Student fellows (BA, MA, LLB/BCL)
Please note that while we are hopeful about being allowed to meet on campus in the fall of 2020, we do not yet have confirmed permission from the University to do so. If the University does not allow us to hold in-person meetings, various aspects of the below information will have to change. We didn't want to wait any longer for the already-delayed call to be issued; we'll share further information as we get it.
The McGill Research Group on Constitutional Studies ( http://www.mcgill.ca/rgcs/
https://www.facebook.com/RGCSMcGill ) is accepting applications for its 2020-21 Student Fellowship.
RGCS brings together the study of political theory, political and legal philosophy, constitutional and public law, and empirical political science about constitutional institutions (the judiciary, federalism, separation of powers, etc.) It aims to unify these within an overarching research agenda on the foundations, institutions, and principles of political societies. "Constitutional" is construed broadly. It encompasses both the modern sense of the word (the fundamental institutions of a society's formal political and legal order, including institutional and legal norms limiting and directing political decisions) and the ancient (concerned with the match between political regimes and the societies they govern, and so concerned with the norms and rules governing family life, economic relations, and social orders). It includes some fifteen faculty researchers in Political Science, Philosophy, and Law; postdoctoral fellows; a group of Ph.D. students; and this Student Fellowship of undergraduates and Master's students. RGCS is a unit of the Yan P. Lin Centre for the Study of Freedom and Global Orders in the Ancient and Modern Worlds.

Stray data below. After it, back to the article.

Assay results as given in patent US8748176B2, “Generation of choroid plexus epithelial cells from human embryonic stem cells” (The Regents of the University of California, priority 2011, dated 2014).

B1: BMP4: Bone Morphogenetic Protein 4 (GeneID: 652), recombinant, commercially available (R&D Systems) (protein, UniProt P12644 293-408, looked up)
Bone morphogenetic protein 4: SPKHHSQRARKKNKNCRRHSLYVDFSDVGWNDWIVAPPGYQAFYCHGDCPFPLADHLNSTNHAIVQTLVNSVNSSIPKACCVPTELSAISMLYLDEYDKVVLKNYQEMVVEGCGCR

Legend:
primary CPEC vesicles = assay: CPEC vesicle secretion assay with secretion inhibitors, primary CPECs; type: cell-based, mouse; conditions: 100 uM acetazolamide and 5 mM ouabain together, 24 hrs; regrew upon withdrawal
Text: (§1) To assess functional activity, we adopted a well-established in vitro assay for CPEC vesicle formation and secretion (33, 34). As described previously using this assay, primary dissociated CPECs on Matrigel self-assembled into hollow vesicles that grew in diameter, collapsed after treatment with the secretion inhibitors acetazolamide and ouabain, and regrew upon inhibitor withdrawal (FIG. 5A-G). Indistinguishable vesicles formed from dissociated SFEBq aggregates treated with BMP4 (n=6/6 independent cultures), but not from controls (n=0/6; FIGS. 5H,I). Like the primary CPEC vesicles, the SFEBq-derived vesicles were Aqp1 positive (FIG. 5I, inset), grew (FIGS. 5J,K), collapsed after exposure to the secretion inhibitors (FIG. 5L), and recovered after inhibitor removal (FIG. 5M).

Eligibility: Most of the Fellowship's membership will be Arts undergraduates (U2 or later) studying political theory and related fields (including political science, philosophy, intellectual history, and the other social sciences, but background preparation in political theory and philosophy is a primary consideration). Pursuing an Honours course of study is an advantage but not a requirement. A limited number of Fellows will be admitted from the MA programs in political science and philosophy and/ from the BCL/ JD program in Law.
18-20 Fellows will be selected for the year, on the expectation that around 12 will be in Montreal in the fall and able to take part for the full year, with the other 6-8 returning to campus in the winter. The size of the fall group will almost certainly be capped at 12 if we are allowed to meet in person.
Award: $500, plus free copies of the books. Students graduating in December are eligible if they will be in Montreal and available for in-person meetings. Books read in the fall will be shipped to students who are elsewhere in Canada or in the United States, or held for pickup in January for students elsewhere in the world.
Activities: The RGCS Student Fellowship meets 3-4 Thursdays per month 4:30-6 pm (and so Fellows should protect that block of time every week), for two kinds of activities.
1) The first, and primary, activity is a reading group with members of the RGCS faculty. The reading group is not a for-credit reading course and cannot be taken as one.
Fellows are expected to attend the reading group regularly, to do the reading in a timely fashion, and to take an active, thoughtful part in discussion. The group works as a sustained conversation over months, and can't succeed without continuity from week to week.
We hope to be able to meet in person for the full academic year; those who will